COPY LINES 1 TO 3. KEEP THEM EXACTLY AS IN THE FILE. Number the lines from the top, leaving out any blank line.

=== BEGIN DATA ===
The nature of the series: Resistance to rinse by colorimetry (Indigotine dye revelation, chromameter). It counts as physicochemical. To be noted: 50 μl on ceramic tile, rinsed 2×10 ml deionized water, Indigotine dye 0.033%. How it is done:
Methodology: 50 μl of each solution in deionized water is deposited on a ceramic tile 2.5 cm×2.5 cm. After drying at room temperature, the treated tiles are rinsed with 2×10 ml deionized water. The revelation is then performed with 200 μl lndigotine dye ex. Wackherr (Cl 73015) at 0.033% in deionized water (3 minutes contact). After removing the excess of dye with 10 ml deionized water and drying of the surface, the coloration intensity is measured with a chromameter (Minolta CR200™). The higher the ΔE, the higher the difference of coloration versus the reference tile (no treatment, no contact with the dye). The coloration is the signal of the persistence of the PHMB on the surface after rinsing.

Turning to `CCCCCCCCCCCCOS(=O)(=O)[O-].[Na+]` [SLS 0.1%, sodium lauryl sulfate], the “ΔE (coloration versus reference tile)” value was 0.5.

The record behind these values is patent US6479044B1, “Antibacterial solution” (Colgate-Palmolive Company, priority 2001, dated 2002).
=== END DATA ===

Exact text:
The nature of the series: Resistance to rinse by colorimetry (Indigotine dye revelation, chromameter). It counts as physicochemical. To be noted: 50 μl on ceramic tile, rinsed 2×10 ml deionized water, Indigotine dye 0.033%. How it is done:
Methodology: 50 μl of each solution in deionized water is deposited on a ceramic tile 2.5 cm×2.5 cm. After drying at room temperature, the treated tiles are rinsed with 2×10 ml deionized water. The revelation is then performed with 200 μl lndigotine dye ex. Wackherr (Cl 73015) at 0.033% in deionized water (3 minutes contact). After removing the excess of dye with 10 ml deionized water and drying of the surface, the coloration intensity is measured with a chromameter (Minolta CR200™). The higher the ΔE, the higher the difference of coloration versus the reference tile (no treatment, no contact with the dye). The coloration is the signal of the persistence of the PHMB on the surface after rinsing.

Turning to `CCCCCCCCCCCCOS(=O)(=O)[O-].[Na+]` [SLS 0.1%, sodium lauryl sulfate], the “ΔE (coloration versus reference tile)” value was 0.5.